The Current NHL Lockouts: For Better or Worse?
Since 1967, the National Labor Relation Board (NLRB), an independent government agency that governs labor issues and unfair practices, has demanded the professional athletes forming their player union to negotiate with team owners concerning all labor issues under the collective bargaining agreements (CBAs). Under the CBAs, players and owners must faithfully negotiate mandatory issues such as length of contract, work hours, wages and working conditions. Despite the great intent of the establishment of CBAs, players and owners can fail to reach agreement and eventually lead their dispute to either a strike or lockout.
When the CBA expired in 2004 between the National Hockey League (NHL) team owners and player union, it caused a lockout lasting for a whole season. The NHL 2004-2005 lockout is the first time that a major professional sport in North America lost an entire season due to a labor dispute. The focus of the dispute was about the limit of the new salary cap. Once again, The NHL is going through a similar scenario this year when the current lockout has forced the league to cancel games throughout November, 2012 (more than 26.5 % of the entire schedule so far). The salary cap is still the biggest dispute during the negotiations for a new bargaining agreement. The league owners are trying to bring the percentage of revenue sharing down to below 501. This is the third lockout the league has suffered under Gary Bettman’s reign as the commissioner. Until Bettman and the Players Association reach a deal, the lockout will continue2.
The impact of current NHL lockout is hard to predict. Many economists argue that lockouts have a negative economic impact on the teams’ hosting city. It is logical to conclude that city-owned arenas and parking lots will generate less revenue. However, John Palmer, a sport economist, challenged the aforementioned notion3. If people are not attending hockey games, what do they spend their money on? For the most part, whatever people are doing, they are diverting their spending to other sectors of the economy. The US Treasury and states may lose about $354 million and$57 million respectively in players’ income tax. However, the business owners who receive the proceeds from the diverted spending will pay more income taxes to cover the tax loss paid by the players3. According to the impact report concerning the 2005 NHL lockout, there seems to be no reason to fear about the economic loss. The NHL had its best season in total attendance and overall revenues in 2005-6. Twenty-five of the 30 teams had an increase in attendance. The Penguins led the percentage of attendance increase with 33% from the 2003-20044.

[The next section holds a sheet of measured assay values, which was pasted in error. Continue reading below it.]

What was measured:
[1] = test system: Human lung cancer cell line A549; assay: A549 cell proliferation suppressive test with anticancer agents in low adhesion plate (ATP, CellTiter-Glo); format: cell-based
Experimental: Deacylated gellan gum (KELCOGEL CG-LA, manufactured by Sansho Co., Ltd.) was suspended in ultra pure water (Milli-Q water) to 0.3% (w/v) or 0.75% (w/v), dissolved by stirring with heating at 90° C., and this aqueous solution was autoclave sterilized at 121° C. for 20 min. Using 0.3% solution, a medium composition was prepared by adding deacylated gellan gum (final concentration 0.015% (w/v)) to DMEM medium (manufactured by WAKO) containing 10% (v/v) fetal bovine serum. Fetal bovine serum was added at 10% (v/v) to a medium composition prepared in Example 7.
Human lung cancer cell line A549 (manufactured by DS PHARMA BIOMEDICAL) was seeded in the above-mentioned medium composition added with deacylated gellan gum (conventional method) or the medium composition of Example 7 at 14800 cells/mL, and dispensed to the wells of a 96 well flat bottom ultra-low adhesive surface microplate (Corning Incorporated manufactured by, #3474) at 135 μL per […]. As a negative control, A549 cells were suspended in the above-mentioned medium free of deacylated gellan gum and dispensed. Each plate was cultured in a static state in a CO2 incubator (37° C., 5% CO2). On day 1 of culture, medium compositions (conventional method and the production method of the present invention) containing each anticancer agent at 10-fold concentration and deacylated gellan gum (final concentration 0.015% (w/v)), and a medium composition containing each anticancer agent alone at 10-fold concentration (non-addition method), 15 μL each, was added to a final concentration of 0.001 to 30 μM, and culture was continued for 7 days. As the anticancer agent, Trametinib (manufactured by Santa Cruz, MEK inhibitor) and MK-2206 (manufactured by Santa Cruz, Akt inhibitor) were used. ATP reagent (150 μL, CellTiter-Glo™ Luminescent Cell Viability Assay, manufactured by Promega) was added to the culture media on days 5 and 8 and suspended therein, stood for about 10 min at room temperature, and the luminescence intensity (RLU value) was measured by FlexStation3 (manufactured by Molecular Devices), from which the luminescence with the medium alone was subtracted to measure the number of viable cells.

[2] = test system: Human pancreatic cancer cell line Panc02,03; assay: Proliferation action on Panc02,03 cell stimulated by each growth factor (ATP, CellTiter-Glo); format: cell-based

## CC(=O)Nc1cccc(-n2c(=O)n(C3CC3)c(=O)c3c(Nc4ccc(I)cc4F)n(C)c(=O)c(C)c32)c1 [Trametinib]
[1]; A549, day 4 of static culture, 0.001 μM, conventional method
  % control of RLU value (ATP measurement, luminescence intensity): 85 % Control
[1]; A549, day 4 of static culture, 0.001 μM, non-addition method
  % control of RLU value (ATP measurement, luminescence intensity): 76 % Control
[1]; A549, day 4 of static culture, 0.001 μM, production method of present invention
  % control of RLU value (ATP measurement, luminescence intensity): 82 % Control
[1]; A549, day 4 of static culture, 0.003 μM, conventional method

During the lockout in 2004-2005, many hockey fans found other ways to enjoy sports. Sport fans turned to the Canadian Football League. In the US cities that host both of a hockey and basketball franchise, the National Basketball Association team received an attendance increase as well1,4. In authors’ opinion, professional hockey is already a distant fourth on the popularity scale among the major professional sports in America. Taking a year of work stoppage will only drag the league further behind the other competitive leagues. There is no guarantee that fans will return to the hockey arenas as they have done in 2005-6, when the lockout was over. It took nearly a decade for the Major League Baseball to recover the losing attendance after its 1994-5 work stoppage (strike)5. The players and owners should understand that NHL is not a highly demanded commodity like the National Football League, the prolong work stoppage and potential increase of ticket prices will certainly alienate the hockey fans further more.
Sophia Pattersson is a student-athlete on the women’s golf team of Morehead State University. She is a senior majoring in Sport Management. Steve Chen is Associate Professor of Management and Marketing at Morehead State.
1. Associated Press (2012). NHL cancels games through November. Retrieved November 1, 2012, from http://www.npr.org/templates/story/story.php?storyId=163686679
2. Silverman, S. (2012). NHL lockout: Could this be Garry Bettman’s swan song as NHL Commissioner. Retrieved November 1, 2012 from http://bleacherreport.com/articles/1392879-nhl-lockout-could-this-be-gary-bettmans-swan-song-as-nhl-commissioner
3. Palmer, J. (2005). More on the economic effects of the NHL lockout. Retrieved November 1, 2012, from http://thesportseconomist.com/2005/01/28/more-on-the-economic-effects-of-the-nhl-lockout/
4. Anderson, S. (2006). The NHL bounced back last season after a year long lockout, but what’s next? Retrieved Nov 1, 2012, from http://www.post-gazette.com/stories/sports/penguins/the-nhl-bounced-back-last-season-after-a-yearlong-lockout-but-whats-next-453176/#ixzz2B17z27EJ
5. Associated Press (2004). 1994 strike was a low point for baseball. Retrieved November 19, 2012 from http://sports.espn.go.com/mlb/news/story?id=1856626